As someone who has had their fair share of chronic pain since childhood, I know how difficult it can be to have a high sex drive (or rather, not a lot of breaks and a whole lot of accelerators, thank you Emily Nagoski) and a body that can’t keep up. Whether your struggling with mental or physical health, changes in pregnancy, or healing postpartum, sex can get really frustrating really fast.
The best piece of advice I ever got came from a women’s self-defence class:
Don’t worry about what you can’t move, remember what you can move.
In other words… If penetrative sex is painful, what else is sexy and not painful? When we’re used to sex going a certain way, or if we’ve been taught that heterosexual penis-in-vagina sex is the only “real” sex, we forget just how much other sex is out there. It’s easy to become focused on the frustrations of what we can’t do and forget entirely about what we can do if we apply a little imagination or ask for help:
Erotic massage: grab the coconut oil (or whatever massage oil is your favourite) and give and receive lots of sensual, slow, or rough and hard! body massage. Linger in areas, see what feels nice, talk your partner through it. Learn your bodies together. If breastfeeding doesn’t leave you touched out, breast massages can feel really great! A good foot massage after being on your feet all day might just make you melt. Also: did you know the area of the brain that receives signals from your feet is right next door to the area of your brain that receives signals from your genitals? I learned that in psych class once. Pretty cool!
Make out: remember going to a highschool party and just making out and calling it a night? No? I definitely did my fair share of making out before I was ready to have one night stands. It’s relaxing, fun, and when my partner puts a hard boundary on making-out only, I find it kind of extra hot. And then I usually…
Masturbate!: I have such a strong love affair with maturbation. I, personally, love my hitachi magic wand, or my right hand. I don’t like penetration during masturbation, though I did for a brief stint in highschool. That’s the best part of masturbation- it’s whatever you want on your terms. There’s some great porn out there too, if you need a little inspiration. My favourites are spit.exposed and ErikaLust.com– feminist porn that doesn’t follow the usual boring porn narratives.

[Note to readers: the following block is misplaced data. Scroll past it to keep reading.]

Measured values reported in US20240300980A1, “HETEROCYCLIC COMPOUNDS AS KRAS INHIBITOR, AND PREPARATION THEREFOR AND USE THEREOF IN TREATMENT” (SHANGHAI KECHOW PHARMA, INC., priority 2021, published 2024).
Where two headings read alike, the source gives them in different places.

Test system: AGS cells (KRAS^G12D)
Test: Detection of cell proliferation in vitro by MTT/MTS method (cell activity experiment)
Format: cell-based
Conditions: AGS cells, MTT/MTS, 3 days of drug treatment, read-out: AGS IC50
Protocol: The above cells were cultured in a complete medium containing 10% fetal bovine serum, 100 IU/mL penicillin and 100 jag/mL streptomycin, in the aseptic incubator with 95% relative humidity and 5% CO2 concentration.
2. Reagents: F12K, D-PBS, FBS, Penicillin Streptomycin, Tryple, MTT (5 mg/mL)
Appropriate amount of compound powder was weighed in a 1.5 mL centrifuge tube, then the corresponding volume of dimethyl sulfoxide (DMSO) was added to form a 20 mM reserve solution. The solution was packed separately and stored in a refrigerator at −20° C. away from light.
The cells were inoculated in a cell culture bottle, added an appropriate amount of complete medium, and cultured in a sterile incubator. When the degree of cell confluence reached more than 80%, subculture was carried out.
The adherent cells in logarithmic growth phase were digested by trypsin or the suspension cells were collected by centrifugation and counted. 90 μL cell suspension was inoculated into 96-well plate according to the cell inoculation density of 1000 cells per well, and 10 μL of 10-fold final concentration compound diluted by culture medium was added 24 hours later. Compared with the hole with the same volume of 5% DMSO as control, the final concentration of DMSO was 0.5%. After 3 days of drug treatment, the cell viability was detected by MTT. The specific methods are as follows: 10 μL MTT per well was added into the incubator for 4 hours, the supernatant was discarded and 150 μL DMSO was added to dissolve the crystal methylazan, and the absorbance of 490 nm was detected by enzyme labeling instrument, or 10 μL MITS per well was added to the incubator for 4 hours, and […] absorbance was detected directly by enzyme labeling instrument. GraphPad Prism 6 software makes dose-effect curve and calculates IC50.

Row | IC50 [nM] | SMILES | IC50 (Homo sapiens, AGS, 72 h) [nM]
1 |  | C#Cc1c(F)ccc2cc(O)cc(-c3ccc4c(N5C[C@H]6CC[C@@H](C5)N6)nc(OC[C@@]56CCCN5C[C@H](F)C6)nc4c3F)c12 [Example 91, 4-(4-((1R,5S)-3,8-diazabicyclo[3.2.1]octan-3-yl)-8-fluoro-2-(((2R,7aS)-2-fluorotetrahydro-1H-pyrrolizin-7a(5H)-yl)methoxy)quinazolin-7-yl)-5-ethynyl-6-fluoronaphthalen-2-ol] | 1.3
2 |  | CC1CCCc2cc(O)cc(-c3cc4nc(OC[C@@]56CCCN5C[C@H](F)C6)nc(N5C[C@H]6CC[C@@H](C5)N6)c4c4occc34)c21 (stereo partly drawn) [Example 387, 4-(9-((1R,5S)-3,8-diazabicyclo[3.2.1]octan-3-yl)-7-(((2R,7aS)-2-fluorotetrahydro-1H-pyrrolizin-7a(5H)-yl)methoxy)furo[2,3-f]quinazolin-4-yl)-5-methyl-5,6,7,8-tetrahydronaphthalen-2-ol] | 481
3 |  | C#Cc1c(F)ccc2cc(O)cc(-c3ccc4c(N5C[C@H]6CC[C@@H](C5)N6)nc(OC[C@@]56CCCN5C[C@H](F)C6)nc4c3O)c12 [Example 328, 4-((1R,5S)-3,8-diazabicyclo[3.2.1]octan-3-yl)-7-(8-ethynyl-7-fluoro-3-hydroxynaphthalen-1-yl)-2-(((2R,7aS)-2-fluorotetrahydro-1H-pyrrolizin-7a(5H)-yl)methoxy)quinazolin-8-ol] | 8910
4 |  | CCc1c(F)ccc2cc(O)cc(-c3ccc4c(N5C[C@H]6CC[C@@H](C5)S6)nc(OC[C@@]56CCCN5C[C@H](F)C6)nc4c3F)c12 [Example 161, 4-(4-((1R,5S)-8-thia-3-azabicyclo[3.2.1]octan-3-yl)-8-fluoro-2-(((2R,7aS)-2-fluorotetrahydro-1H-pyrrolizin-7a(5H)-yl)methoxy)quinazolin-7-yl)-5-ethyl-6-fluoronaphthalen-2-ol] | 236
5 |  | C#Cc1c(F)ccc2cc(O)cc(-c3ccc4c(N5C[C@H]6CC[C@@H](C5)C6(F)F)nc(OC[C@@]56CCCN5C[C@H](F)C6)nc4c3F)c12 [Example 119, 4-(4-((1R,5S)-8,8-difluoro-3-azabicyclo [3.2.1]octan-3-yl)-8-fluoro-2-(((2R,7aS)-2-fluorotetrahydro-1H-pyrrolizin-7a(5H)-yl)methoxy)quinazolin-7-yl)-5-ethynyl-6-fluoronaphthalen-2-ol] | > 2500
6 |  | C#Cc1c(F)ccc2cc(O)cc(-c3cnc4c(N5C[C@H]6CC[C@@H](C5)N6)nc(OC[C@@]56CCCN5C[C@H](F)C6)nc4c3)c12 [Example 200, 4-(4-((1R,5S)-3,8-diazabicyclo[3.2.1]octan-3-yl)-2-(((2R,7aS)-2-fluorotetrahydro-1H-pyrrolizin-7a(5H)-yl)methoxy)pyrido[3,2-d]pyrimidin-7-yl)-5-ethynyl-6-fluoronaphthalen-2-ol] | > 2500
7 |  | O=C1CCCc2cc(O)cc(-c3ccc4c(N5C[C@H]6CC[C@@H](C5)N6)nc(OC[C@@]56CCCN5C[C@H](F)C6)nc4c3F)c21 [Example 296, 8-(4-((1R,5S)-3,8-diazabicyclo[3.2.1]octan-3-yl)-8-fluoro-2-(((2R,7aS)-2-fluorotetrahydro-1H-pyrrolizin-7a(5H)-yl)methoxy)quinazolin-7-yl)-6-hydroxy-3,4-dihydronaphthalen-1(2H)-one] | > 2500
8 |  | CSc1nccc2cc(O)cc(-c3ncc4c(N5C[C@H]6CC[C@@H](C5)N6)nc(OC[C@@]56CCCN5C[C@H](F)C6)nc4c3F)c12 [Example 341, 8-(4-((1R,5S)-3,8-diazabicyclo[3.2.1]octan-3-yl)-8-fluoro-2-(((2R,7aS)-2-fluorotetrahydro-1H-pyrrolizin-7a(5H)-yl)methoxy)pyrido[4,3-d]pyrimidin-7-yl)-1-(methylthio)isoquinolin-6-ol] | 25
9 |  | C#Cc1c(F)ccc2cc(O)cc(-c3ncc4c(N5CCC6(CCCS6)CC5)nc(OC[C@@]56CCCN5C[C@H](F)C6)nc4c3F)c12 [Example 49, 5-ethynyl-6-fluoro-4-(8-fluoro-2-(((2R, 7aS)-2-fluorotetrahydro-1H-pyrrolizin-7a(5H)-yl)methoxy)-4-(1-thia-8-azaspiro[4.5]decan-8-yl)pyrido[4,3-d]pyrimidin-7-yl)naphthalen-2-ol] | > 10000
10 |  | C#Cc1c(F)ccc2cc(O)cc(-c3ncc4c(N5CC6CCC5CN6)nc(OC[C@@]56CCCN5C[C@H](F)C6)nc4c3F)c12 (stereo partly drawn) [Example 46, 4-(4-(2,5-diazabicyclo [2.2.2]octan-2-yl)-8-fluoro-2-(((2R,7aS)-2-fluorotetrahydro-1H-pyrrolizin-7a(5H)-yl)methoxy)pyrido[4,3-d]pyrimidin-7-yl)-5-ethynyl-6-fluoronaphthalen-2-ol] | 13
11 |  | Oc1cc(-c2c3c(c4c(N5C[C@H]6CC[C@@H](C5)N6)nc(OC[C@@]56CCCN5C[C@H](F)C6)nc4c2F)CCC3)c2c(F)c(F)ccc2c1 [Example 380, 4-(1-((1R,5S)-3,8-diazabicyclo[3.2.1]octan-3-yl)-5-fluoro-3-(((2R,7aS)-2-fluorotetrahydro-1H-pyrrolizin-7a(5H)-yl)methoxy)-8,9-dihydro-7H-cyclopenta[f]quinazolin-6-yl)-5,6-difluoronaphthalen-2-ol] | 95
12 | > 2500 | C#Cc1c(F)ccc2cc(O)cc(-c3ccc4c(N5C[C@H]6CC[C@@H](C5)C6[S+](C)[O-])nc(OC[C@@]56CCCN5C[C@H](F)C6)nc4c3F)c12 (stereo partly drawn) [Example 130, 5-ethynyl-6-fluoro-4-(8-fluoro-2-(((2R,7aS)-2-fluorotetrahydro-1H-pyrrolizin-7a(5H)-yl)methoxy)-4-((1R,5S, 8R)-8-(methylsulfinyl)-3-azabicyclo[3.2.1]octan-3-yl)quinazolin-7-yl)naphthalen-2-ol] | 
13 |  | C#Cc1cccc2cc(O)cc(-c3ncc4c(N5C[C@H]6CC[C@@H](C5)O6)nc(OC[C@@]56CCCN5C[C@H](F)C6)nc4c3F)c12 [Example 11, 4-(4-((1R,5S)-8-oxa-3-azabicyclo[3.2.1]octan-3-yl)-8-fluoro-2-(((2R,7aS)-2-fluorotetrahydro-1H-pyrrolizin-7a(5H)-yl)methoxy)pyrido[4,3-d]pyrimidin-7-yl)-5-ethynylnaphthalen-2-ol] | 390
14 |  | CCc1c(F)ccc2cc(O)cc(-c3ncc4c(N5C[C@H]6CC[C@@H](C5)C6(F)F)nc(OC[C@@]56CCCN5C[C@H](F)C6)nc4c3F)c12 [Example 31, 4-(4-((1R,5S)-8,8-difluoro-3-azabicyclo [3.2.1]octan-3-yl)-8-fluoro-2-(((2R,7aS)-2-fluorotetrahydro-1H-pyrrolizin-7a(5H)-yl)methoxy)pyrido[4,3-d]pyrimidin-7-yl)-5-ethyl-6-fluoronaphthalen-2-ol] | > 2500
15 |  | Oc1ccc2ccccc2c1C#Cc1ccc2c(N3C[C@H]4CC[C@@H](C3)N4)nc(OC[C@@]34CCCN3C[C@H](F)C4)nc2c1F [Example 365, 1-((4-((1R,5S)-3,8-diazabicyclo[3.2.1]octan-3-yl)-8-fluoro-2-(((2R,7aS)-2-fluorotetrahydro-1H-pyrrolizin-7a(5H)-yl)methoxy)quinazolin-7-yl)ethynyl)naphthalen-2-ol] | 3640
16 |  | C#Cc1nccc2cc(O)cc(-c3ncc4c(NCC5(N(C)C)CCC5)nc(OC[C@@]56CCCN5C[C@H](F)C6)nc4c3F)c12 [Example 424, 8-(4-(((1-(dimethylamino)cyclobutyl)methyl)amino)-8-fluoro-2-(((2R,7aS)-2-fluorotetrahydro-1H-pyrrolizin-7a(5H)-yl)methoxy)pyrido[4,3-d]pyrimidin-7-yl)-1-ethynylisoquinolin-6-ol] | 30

Partnered masturbation: no, I don’t mean handjobs and fingering/clitoral stimulation with hands. I mean, watching each other masturbate. This is absolutely no fun if it makes you feel weird and self-conscious, but if you want to be sexual and not touched, desired with no pressure to perform, or you want to perform with no touch, or maybe you just want to watch some porn together- oh the possibilities are limitless here.
Role play: this is a great way to take a mini vacation away from your life as a parent. Who do you want to be for an evening? Can you find a babysitter, and meet your partner at a restaurant as their alter ego Guy Babe (please do not feel restricted to this name)? What’s Guy’s motivation? What’s your alter ego’s motivation? Are either of you kinky? Developing this story together can be as fun (maybe even more fun) than playing it out at the bar next weekend. Maybe you and your characters don’t have sex for a while, they just date and tease each other until you both can’t take it anymore!
I also want to note that it’s a completely legitimate choice to completely abstain from sex if the frustration has become so high everything partners suggest can feel like pressure. Pressure to have sex is like pouring a bucket of water over a spark. My advice to partners of those struggling is always, “brainstorm ways you can stay physically close and intimate that you’ll both enjoy, and let your partner come to you when they’re ready to have sex again.” This can be really hard to do in both monogamous and polyamorous relationships. For many of us, sex is a powerful avenue to feeling loved, secure, attractive, desired, and connected with partners. If you have any history of being in a past relationship where you felt your sexuality was stifled this can bring up all sorts of complicated feelings and it may be helpful to seek the assistance of a sex therapist to help you both navigate through these difficult periods.
But before you start to lose all hope and think everything has gone to shit forever… ask yourself: what can I do?
If you need help getting started with some ideas that work for you and your partners, contact myself to set-up a consultation! TynanRhea (@) gmail.com